Copenhagen and The End

We visited the very impressive company Maersk in Copenhagen. There, we had the privilege of listening to Jonas Linnebjerg, head of Marketing Management Consulting, Frederik Dage, consultant in Management Consulting, and Thomas Lassen about Strategy Development. All three men were extremely passionate and knowledgeable about the company, and put their full culture on display for us to see. Maersk is a huge company with 80,000 employees and 800 offices in 130 countries. They have activities in logistics, transport and energy sectors. They have been the largest container ship and supply vessel operator in the world since 1996.

In terms of the company culture, we learned about the original owner and founder Moiler Maersk. They say he worked until he passed away, always with a smile on his face. He would take the stairs all the way to the ninth floor, enabling his employees to avoid the elevators and join him. It is clear that his authentic values are still present, including family values. However, after his passing, the company culture shifted as the new generation came to be. Moilers daughter made changes when she joined the board. The old conglomerate structure changed after her father’s death. Thomas Lassen said they have a focus on revenue. Their new leadership broke up the old conglomerate and moved towards working together optimally. They want to bring business units together again. Some specific shifts they want to make in their culture include going from complex to simple, from fragmented to integral, and from product centric to customer centric. They believe that vertical integration as a critical enabler of improved customer experience and industry efficiency, and are working towards making their customers feel part of the company family. Maersk values constant care, looking towards the future and adaption, and entrepeneurialship.

Lastly but certainly the most exciting visit was to Mikkeller Brewing Company. Not only did we get a taste for what Copenhagen has to offer, but we got to experience the culture of a company we can relate to. They are a simple start up with simple roots. Their founder originally sold beer without a license, and sure enough, it got popular. They have stuck to their initial vision of creating boundary pushing beer that makes consumers think something thought-provoking. They stick to their method of creating 450 unique beers a year, as one united brand/family.

This culture of a “family” is shown through the fact that each person in the office has access to their social media pages. This way, the customer is always engaging with someone real that can share feelings and opinions. They see this as a way to cultivate their identity. We find it so interesting that they have spent $0 on traditional advertisement, and just a few thousand on social media advertising. They pride themselves on being a small brand with a big awareness.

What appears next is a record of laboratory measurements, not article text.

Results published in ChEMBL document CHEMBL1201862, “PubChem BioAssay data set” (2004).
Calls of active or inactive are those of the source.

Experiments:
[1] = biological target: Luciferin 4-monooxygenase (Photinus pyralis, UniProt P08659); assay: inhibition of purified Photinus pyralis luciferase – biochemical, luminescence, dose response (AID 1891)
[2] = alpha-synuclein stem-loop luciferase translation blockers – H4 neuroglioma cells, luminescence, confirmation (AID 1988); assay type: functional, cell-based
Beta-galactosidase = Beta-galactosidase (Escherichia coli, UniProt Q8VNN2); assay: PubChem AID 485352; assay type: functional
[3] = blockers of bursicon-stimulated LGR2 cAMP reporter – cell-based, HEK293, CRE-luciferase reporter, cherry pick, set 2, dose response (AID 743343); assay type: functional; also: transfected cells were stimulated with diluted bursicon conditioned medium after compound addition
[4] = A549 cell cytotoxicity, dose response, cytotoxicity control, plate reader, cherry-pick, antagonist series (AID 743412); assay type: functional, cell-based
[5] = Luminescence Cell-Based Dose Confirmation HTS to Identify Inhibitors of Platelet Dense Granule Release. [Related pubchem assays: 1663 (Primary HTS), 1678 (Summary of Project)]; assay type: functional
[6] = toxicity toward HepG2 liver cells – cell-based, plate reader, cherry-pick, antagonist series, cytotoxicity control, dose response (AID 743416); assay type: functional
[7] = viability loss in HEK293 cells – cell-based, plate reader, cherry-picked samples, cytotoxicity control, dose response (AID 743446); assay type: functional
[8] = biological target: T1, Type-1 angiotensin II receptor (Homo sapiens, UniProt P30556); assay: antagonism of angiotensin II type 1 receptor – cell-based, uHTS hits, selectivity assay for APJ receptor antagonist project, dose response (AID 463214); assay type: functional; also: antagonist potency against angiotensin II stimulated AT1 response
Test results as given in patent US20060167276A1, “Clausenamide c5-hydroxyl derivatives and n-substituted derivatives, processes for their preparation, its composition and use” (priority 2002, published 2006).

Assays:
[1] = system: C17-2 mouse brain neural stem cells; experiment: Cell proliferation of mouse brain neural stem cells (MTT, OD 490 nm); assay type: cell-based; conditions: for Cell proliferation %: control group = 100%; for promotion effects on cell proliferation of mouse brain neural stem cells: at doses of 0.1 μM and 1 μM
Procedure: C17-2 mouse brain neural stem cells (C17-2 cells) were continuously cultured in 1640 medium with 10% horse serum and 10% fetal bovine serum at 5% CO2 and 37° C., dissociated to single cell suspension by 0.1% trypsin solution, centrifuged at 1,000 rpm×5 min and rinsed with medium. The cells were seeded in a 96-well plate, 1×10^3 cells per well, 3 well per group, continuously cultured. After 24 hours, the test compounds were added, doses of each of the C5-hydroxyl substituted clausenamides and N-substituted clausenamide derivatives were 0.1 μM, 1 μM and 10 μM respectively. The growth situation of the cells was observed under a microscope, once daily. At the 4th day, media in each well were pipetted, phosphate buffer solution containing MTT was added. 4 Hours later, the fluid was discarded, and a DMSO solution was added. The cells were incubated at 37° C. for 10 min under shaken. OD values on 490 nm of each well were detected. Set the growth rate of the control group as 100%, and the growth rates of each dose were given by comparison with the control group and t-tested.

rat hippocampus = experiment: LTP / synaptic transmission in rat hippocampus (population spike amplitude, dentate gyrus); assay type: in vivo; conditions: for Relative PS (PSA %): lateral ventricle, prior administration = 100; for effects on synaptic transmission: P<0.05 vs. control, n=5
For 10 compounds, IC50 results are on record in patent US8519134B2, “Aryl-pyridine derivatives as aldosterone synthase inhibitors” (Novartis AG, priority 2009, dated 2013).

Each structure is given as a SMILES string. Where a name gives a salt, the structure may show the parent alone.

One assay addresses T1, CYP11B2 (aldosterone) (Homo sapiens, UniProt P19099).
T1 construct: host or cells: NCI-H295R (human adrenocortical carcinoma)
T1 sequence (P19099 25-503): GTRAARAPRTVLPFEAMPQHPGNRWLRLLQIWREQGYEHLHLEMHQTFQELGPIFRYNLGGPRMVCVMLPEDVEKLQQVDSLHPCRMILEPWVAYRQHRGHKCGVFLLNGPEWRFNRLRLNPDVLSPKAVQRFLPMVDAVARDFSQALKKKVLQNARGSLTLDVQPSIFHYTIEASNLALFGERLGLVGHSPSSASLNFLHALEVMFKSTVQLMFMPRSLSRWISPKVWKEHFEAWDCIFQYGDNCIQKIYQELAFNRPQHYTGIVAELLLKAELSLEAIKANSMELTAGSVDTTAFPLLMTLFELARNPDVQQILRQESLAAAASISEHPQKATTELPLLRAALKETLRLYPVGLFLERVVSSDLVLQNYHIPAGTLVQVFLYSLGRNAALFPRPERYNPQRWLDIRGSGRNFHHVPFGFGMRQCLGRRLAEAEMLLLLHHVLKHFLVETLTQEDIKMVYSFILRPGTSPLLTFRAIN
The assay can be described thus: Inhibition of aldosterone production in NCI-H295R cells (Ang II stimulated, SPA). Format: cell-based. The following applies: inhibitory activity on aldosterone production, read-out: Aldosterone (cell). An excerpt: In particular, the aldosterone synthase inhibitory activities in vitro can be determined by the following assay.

Extending their culture to their bars, they maintain a different aesthetic in all of their locations. However, they really play-up the family aspect by having a communal lunch in the office everyday around their long rectangle table. Additionally, there is a fully stocked bar and beers on tap right when you enter, creating a social environment for people to catch up and cultivate relationships. Different from American company culture, they are very much so into “turning off” when they leave the office and not taking their work home with them. They believe it gives them the ability to be creative and re-set their values and time. They want their employees to be healthier and mentally clear.

Lastly, they give each employee a staff card that gets them discounts at all of their bards and 5 cases of beer a month on the company orders. If that isn’t employee love, we don’t know what is.


All in all, we discovered a big difference between work-life balance in Scandinavia as opposed to the United States. The concept of “Jantelov” that we discussed in our first post was ever present in the companies we visited. Scandinavian companies emphasize flat leadership, a more casual environment, and mental health breaks. We are so grateful for the opportunity to learn from these industry professionals firsthand, and highly recommend the trip for anyone interested! 🙂

Malmo, Sweden